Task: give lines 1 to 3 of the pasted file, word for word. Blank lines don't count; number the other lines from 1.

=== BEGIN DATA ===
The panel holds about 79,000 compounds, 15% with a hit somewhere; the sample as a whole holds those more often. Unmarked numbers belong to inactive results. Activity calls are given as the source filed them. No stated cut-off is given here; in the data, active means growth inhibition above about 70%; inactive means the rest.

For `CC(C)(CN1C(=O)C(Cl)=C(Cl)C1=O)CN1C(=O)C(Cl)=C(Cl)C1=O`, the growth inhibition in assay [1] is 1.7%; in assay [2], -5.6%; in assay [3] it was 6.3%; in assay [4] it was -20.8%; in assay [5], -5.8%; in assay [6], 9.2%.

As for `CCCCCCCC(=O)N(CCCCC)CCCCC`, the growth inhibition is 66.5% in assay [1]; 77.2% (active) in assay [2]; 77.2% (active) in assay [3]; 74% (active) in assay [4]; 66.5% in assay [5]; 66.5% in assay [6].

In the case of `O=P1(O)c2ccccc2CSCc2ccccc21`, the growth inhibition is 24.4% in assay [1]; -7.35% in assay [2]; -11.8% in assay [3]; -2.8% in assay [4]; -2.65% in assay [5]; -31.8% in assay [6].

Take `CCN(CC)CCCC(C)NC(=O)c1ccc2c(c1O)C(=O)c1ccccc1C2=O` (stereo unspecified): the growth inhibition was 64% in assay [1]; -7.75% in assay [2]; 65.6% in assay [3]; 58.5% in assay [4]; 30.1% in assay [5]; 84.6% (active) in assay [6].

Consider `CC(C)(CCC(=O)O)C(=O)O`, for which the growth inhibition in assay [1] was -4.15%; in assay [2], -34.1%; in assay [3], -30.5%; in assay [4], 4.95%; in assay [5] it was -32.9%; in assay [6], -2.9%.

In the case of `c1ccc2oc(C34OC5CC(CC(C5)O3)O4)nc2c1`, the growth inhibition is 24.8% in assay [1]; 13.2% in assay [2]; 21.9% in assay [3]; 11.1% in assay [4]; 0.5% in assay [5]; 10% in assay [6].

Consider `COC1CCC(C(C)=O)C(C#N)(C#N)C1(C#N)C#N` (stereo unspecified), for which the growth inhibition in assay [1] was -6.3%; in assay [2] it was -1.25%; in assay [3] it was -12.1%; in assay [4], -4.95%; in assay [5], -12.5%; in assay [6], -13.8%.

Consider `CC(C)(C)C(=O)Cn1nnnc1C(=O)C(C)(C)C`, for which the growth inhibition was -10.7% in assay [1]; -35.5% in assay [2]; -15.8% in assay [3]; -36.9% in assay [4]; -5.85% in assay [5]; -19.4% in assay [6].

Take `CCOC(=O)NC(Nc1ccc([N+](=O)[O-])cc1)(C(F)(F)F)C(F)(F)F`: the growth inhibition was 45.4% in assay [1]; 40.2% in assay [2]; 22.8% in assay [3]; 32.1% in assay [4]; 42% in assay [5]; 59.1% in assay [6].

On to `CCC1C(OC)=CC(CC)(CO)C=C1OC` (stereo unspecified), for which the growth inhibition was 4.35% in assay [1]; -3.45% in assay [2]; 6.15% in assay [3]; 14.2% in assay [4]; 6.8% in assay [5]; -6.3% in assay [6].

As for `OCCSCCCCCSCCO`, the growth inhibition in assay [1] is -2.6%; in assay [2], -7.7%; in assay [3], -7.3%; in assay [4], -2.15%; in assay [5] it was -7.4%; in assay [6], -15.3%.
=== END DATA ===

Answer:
The panel holds about 79,000 compounds, 15% with a hit somewhere; the sample as a whole holds those more often. Unmarked numbers belong to inactive results. Activity calls are given as the source filed them. No stated cut-off is given here; in the data, active means growth inhibition above about 70%; inactive means the rest.

For `CC(C)(CN1C(=O)C(Cl)=C(Cl)C1=O)CN1C(=O)C(Cl)=C(Cl)C1=O`, the growth inhibition in assay [1] is 1.7%; in assay [2], -5.6%; in assay [3] it was 6.3%; in assay [4] it was -20.8%; in assay [5], -5.8%; in assay [6], 9.2%.

As for `CCCCCCCC(=O)N(CCCCC)CCCCC`, the growth inhibition is 66.5% in assay [1]; 77.2% (active) in assay [2]; 77.2% (active) in assay [3]; 74% (active) in assay [4]; 66.5% in assay [5]; 66.5% in assay [6].